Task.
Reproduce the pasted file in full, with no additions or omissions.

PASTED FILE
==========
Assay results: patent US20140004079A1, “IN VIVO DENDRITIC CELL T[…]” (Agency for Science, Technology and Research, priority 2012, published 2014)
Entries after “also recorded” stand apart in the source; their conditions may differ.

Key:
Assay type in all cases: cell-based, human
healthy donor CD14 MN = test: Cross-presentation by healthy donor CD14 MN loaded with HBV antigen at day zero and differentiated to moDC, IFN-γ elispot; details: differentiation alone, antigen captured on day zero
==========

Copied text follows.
Assay results: patent US20140004079A1, “IN VIVO DENDRITIC CELL T[…]” (Agency for Science, Technology and Research, priority 2012, published 2014)
Entries after “also recorded” stand apart in the source; their conditions may differ.

Key:
Assay type in all cases: cell-based, human
healthy donor CD14 MN = test: Cross-presentation by healthy donor CD14 MN loaded with HBV antigen at day zero and differentiated to moDC, IFN-γ elispot; details: differentiation alone, antigen captured on day zero